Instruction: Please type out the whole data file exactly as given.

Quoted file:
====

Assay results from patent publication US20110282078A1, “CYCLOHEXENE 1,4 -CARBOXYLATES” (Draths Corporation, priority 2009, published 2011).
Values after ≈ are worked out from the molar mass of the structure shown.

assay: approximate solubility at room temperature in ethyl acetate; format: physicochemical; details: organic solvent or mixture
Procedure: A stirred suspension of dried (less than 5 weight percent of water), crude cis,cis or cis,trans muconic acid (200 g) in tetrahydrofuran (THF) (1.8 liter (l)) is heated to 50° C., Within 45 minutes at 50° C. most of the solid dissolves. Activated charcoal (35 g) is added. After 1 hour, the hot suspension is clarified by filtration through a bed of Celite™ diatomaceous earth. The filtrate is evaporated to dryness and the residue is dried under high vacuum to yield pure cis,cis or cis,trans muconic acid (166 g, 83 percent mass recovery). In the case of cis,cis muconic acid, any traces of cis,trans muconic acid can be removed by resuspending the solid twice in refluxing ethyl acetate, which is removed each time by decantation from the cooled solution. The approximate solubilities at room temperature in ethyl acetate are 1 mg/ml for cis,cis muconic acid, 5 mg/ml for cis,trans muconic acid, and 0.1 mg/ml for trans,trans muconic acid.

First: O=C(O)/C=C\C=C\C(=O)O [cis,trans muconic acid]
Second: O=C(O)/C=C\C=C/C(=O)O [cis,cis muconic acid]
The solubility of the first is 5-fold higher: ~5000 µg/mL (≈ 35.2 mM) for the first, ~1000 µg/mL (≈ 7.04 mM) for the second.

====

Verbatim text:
Assay results from patent publication US20110282078A1, “CYCLOHEXENE 1,4 -CARBOXYLATES” (Draths Corporation, priority 2009, published 2011).
Values after ≈ are worked out from the molar mass of the structure shown.

assay: approximate solubility at room temperature in ethyl acetate; format: physicochemical; details: organic solvent or mixture
Procedure: A stirred suspension of dried (less than 5 weight percent of water), crude cis,cis or cis,trans muconic acid (200 g) in tetrahydrofuran (THF) (1.8 liter (l)) is heated to 50° C., Within 45 minutes at 50° C. most of the solid dissolves. Activated charcoal (35 g) is added. After 1 hour, the hot suspension is clarified by filtration through a bed of Celite™ diatomaceous earth. The filtrate is evaporated to dryness and the residue is dried under high vacuum to yield pure cis,cis or cis,trans muconic acid (166 g, 83 percent mass recovery). In the case of cis,cis muconic acid, any traces of cis,trans muconic acid can be removed by resuspending the solid twice in refluxing ethyl acetate, which is removed each time by decantation from the cooled solution. The approximate solubilities at room temperature in ethyl acetate are 1 mg/ml for cis,cis muconic acid, 5 mg/ml for cis,trans muconic acid, and 0.1 mg/ml for trans,trans muconic acid.

First: O=C(O)/C=C\C=C\C(=O)O [cis,trans muconic acid]
Second: O=C(O)/C=C\C=C/C(=O)O [cis,cis muconic acid]
The solubility of the first is 5-fold higher: ~5000 µg/mL (≈ 35.2 mM) for the first, ~1000 µg/mL (≈ 7.04 mM) for the second.